Russian flags have become a common sight in places thousands of kilometers away from Russia’s borders.
In the markets of West African cities, new flags in white, blue and red are constantly appearing. The demand for Russian flags in the region is growing rapidly.
Reports say the three colors are used on everything from show trains to the decorations on the dashboard of taxis The New York Times.
The phenomenon of Russian flags in West Africa has been around for some time, explains junior researcher at the Norwegian Foreign Policy Institute (NOPE), Andreas Linde Kröknes.
The countries concerned were previously countries cooperating with the West.
-The flag is especially popular in countries such as Mali, Niger, Guinea and Burkina Faso. All of these things have in common that Western cooperation countries have witnessed military coups, says the researcher.
Many have wondered how many Russian flags have ended up in West African cities. But the so-called “cultural cooperation”, initiated by Russia’s notorious Wagner group, may be part of the explanation, says the researcher.
Beer and vodka
Researcher Kruknes explains that the rise of Russian influence in West Africa may come largely from disinformation campaigns run by the Wagner Group from its headquarters in Bangui, Central Africa.
– From the headquarters, Russia broadcasts everything from Russian literature to films, and they have intensified this a lot lately. Wagner also produces beer and vodka, and they are said to have begun farming.
Another Nupe researcher, Morten Boas, compared what the Russians were doing in West Africa to what the British were doing through the East India Company in the 18th century, where military activity was mixed with trade.
Disappointed with Western countries
In Niger, many are disappointed with the failure of Western countries, led by former colonial power France, to stop the ongoing violence.
In recent weeks, hundreds of foreigners, including diplomats and emergency personnel, have left the country.
– Hence, there is a fundamental mistrust of both the United Nations and the West in general and France in particular, which has not worked during its many years of existence. Then, Kruknes explains, a field of action opened up that Russia would be happy to fill.
The person ready to take advantage of this is the man who was known as Prigozhin’s right-hand man in Africa, the Wagner leader Dmitry Seti.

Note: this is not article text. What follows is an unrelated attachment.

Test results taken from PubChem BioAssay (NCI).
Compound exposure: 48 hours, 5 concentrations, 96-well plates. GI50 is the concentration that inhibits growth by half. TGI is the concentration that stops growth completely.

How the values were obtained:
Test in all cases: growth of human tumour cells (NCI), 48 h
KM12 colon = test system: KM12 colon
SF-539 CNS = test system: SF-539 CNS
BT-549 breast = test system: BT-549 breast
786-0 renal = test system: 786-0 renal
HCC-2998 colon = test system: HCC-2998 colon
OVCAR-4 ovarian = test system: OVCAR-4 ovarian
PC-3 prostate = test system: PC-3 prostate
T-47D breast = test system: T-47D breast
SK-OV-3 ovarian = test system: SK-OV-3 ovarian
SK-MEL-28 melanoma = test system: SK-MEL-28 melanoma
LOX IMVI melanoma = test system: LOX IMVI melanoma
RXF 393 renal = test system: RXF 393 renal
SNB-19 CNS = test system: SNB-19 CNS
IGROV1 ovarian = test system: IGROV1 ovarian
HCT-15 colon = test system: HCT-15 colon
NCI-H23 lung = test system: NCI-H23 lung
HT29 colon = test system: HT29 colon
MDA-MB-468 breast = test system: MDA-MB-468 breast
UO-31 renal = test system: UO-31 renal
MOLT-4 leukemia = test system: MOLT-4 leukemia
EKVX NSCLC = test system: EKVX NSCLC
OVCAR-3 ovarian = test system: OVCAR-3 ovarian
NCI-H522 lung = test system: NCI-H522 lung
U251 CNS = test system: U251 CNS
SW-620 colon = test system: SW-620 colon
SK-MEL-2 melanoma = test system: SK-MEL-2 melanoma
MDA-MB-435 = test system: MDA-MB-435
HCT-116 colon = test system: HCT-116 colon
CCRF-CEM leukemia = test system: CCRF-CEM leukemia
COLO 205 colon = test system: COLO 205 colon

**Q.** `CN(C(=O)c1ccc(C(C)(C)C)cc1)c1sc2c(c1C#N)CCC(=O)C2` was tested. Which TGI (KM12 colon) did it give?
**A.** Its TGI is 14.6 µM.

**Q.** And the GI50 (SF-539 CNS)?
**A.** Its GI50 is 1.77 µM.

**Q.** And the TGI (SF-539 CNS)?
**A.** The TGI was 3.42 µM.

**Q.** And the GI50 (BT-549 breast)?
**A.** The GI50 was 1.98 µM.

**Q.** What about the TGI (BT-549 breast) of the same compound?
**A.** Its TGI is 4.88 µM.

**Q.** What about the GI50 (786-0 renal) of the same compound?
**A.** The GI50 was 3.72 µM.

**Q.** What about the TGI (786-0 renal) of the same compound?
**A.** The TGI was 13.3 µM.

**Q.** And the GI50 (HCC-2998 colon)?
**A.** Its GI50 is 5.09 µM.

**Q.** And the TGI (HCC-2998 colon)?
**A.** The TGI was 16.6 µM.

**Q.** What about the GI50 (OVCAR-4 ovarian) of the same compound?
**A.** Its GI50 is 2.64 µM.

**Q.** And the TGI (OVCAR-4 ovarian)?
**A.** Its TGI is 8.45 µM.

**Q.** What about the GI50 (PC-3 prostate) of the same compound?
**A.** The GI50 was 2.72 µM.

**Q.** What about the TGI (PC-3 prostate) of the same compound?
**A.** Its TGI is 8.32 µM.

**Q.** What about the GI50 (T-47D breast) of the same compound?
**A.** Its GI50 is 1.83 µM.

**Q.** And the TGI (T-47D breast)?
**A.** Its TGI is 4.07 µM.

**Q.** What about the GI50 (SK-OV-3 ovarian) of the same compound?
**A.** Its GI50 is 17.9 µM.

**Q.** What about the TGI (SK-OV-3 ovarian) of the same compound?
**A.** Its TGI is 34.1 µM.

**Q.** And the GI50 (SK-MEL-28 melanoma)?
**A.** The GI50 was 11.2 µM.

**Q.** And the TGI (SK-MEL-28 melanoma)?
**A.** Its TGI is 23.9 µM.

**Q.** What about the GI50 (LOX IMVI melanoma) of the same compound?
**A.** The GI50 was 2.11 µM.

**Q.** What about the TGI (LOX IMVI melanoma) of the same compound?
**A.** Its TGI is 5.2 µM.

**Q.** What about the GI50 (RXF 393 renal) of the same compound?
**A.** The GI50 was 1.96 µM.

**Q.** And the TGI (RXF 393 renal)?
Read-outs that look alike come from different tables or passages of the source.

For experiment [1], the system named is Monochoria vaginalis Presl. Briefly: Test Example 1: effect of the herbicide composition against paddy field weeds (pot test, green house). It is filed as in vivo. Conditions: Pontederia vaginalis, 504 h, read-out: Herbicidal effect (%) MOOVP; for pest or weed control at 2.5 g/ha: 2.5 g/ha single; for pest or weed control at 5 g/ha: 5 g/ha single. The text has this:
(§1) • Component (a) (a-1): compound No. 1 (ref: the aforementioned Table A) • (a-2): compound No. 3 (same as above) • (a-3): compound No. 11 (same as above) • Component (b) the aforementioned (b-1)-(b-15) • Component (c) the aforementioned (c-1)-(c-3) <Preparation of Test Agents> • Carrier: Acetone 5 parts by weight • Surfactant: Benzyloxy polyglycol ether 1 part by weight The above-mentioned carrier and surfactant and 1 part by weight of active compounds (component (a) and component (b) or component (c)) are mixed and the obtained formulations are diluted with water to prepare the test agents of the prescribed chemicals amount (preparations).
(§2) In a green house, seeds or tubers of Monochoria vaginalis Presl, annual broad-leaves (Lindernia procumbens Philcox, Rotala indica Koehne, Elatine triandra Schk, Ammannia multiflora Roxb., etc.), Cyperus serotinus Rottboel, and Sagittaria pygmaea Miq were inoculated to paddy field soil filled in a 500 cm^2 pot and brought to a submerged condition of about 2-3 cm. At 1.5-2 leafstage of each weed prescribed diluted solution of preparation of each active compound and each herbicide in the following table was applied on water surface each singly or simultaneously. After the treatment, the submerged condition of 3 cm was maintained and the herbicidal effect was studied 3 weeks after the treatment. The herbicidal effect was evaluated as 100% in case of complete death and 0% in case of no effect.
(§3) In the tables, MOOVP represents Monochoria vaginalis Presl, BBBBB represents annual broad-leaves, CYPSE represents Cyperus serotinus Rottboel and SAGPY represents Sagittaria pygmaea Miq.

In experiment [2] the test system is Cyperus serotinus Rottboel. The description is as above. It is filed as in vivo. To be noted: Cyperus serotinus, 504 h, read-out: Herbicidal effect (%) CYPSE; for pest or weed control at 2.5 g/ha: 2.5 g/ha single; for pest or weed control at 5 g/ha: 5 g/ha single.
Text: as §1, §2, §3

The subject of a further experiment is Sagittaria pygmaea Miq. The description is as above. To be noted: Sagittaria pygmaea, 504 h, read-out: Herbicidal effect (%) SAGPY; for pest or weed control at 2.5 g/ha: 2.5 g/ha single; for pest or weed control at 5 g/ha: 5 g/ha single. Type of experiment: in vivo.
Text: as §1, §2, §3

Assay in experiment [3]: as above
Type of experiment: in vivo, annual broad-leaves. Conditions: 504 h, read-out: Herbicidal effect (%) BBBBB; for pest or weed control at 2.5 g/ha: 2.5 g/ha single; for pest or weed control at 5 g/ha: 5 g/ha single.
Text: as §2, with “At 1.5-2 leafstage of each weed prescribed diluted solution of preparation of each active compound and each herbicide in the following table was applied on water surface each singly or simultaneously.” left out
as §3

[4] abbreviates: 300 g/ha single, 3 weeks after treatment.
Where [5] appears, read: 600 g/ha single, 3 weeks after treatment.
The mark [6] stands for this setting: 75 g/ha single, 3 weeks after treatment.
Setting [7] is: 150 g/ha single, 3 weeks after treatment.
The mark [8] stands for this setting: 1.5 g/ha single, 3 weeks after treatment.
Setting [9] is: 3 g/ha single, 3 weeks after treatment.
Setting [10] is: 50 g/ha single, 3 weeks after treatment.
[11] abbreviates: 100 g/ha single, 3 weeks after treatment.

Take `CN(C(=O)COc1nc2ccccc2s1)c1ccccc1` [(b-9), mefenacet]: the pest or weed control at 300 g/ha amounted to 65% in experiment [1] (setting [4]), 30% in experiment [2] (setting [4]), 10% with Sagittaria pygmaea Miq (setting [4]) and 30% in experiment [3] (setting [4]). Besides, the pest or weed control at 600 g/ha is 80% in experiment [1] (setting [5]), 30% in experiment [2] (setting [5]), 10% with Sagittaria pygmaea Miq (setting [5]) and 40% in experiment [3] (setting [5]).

– He’s a character who has his finger on the pulse, and is quite capable of creating a story based on a well-known refrain that resonates in a region where people have a million reasons to curse, Krukness says.
That’s why it works
The reason West Africans are “buying” the Russian charm offensive is roughly two-fold: Kruknis explains.
1: These are countries that face enormous security challenges, lack economic growth, and cannot choose on the top shelf who they want to cooperate with.
2: This can be read as a form of protest: a person becomes upset with the former partner, and goes to the opponent.
The ruling elite in these countries want someone who can guarantee their security, and who may also remember the role the Soviet Union played in the region during the Cold War. The researcher believes that it still provides a certain amount of capital for Russia, adding:
-For most people, it is tempting for someone to come along and say they will solve the situation.
Is there reason to believe that Russian influence will grow in West Africa? VG wonders.
– I think we are now facing a crossroads in terms of how the West develops its strategy in this part of Africa. You see, what you’ve done so far may not have worked well. I would say that in all areas where major security policies and development initiatives end in failure, the field for action will open up for Russia.
But even though we now see Russian flags flying high in West Africa, it is important to remember that there are several examples of countries where Russia and Wagner have not succeeded in their operations, says Africa researcher Krockness.
– I have not yet seen any signs of improvement in conditions for the civilian population in the countries where Wagner operates. On the contrary.
“Coffee trailblazer. Certified pop culture lover. Infuriatingly humble gamer.”